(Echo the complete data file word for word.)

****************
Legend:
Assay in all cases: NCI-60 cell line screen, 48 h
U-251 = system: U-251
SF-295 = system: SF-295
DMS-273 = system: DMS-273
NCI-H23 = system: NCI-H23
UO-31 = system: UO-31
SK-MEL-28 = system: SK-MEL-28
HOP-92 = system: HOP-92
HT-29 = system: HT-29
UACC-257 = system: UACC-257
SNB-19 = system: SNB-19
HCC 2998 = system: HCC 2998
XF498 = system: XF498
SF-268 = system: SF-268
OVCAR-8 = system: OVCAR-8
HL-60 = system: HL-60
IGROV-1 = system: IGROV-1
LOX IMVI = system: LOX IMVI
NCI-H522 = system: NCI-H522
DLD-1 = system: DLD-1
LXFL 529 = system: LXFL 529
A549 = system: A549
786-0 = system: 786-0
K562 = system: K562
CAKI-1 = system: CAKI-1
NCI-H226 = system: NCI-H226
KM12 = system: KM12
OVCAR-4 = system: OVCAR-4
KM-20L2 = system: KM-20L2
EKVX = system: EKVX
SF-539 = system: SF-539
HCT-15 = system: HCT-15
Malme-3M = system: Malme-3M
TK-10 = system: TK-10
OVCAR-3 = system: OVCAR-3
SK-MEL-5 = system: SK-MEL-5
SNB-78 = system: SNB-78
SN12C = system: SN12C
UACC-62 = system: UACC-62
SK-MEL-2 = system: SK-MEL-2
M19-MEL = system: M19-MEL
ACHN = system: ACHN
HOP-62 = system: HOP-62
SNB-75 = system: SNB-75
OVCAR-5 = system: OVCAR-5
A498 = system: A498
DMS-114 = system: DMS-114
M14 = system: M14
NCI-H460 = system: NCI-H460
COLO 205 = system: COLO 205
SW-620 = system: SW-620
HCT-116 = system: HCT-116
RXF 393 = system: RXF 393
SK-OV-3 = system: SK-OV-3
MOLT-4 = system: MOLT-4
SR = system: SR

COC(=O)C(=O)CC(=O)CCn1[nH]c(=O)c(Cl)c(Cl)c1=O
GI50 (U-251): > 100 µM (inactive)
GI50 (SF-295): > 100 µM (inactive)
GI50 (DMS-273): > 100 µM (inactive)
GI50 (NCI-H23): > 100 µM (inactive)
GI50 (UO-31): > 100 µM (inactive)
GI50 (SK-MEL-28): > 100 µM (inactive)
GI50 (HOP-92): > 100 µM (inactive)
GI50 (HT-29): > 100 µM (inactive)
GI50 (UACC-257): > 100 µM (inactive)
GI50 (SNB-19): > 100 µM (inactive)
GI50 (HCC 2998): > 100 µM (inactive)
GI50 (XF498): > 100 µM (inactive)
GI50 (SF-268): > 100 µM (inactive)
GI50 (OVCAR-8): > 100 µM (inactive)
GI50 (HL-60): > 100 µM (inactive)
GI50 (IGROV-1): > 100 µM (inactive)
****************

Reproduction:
Legend:
Assay in all cases: NCI-60 cell line screen, 48 h
U-251 = system: U-251
SF-295 = system: SF-295
DMS-273 = system: DMS-273
NCI-H23 = system: NCI-H23
UO-31 = system: UO-31
SK-MEL-28 = system: SK-MEL-28
HOP-92 = system: HOP-92
HT-29 = system: HT-29
UACC-257 = system: UACC-257
SNB-19 = system: SNB-19
HCC 2998 = system: HCC 2998
XF498 = system: XF498
SF-268 = system: SF-268
OVCAR-8 = system: OVCAR-8
HL-60 = system: HL-60
IGROV-1 = system: IGROV-1
LOX IMVI = system: LOX IMVI
NCI-H522 = system: NCI-H522
DLD-1 = system: DLD-1
LXFL 529 = system: LXFL 529
A549 = system: A549
786-0 = system: 786-0
K562 = system: K562
CAKI-1 = system: CAKI-1
NCI-H226 = system: NCI-H226
KM12 = system: KM12
OVCAR-4 = system: OVCAR-4
KM-20L2 = system: KM-20L2
EKVX = system: EKVX
SF-539 = system: SF-539
HCT-15 = system: HCT-15
Malme-3M = system: Malme-3M
TK-10 = system: TK-10
OVCAR-3 = system: OVCAR-3
SK-MEL-5 = system: SK-MEL-5
SNB-78 = system: SNB-78
SN12C = system: SN12C
UACC-62 = system: UACC-62
SK-MEL-2 = system: SK-MEL-2
M19-MEL = system: M19-MEL
ACHN = system: ACHN
HOP-62 = system: HOP-62
SNB-75 = system: SNB-75
OVCAR-5 = system: OVCAR-5
A498 = system: A498
DMS-114 = system: DMS-114
M14 = system: M14
NCI-H460 = system: NCI-H460
COLO 205 = system: COLO 205
SW-620 = system: SW-620
HCT-116 = system: HCT-116
RXF 393 = system: RXF 393
SK-OV-3 = system: SK-OV-3
MOLT-4 = system: MOLT-4
SR = system: SR

COC(=O)C(=O)CC(=O)CCn1[nH]c(=O)c(Cl)c(Cl)c1=O
GI50 (U-251): > 100 µM (inactive)
GI50 (SF-295): > 100 µM (inactive)
GI50 (DMS-273): > 100 µM (inactive)
GI50 (NCI-H23): > 100 µM (inactive)
GI50 (UO-31): > 100 µM (inactive)
GI50 (SK-MEL-28): > 100 µM (inactive)
GI50 (HOP-92): > 100 µM (inactive)
GI50 (HT-29): > 100 µM (inactive)
GI50 (UACC-257): > 100 µM (inactive)
GI50 (SNB-19): > 100 µM (inactive)
GI50 (HCC 2998): > 100 µM (inactive)
GI50 (XF498): > 100 µM (inactive)
GI50 (SF-268): > 100 µM (inactive)
GI50 (OVCAR-8): > 100 µM (inactive)
GI50 (HL-60): > 100 µM (inactive)
GI50 (IGROV-1): > 100 µM (inactive)